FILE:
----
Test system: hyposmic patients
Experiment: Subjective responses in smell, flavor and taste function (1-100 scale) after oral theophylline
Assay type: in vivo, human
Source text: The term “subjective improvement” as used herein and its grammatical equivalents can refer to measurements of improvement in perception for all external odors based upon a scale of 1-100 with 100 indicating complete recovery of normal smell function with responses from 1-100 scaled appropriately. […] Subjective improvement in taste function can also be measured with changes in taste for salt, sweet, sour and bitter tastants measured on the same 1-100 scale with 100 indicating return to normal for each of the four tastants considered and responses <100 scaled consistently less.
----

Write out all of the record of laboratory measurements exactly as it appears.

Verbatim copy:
Test system: hyposmic patients
Experiment: Subjective responses in smell, flavor and taste function (1-100 scale) after oral theophylline
Assay type: in vivo, human
Source text: The term “subjective improvement” as used herein and its grammatical equivalents can refer to measurements of improvement in perception for all external odors based upon a scale of 1-100 with 100 indicating complete recovery of normal smell function with responses from 1-100 scaled appropriately. […] Subjective improvement in taste function can also be measured with changes in taste for salt, sweet, sour and bitter tastants measured on the same 1-100 scale with 100 indicating return to normal for each of the four tastants considered and responses <100 scaled consistently less.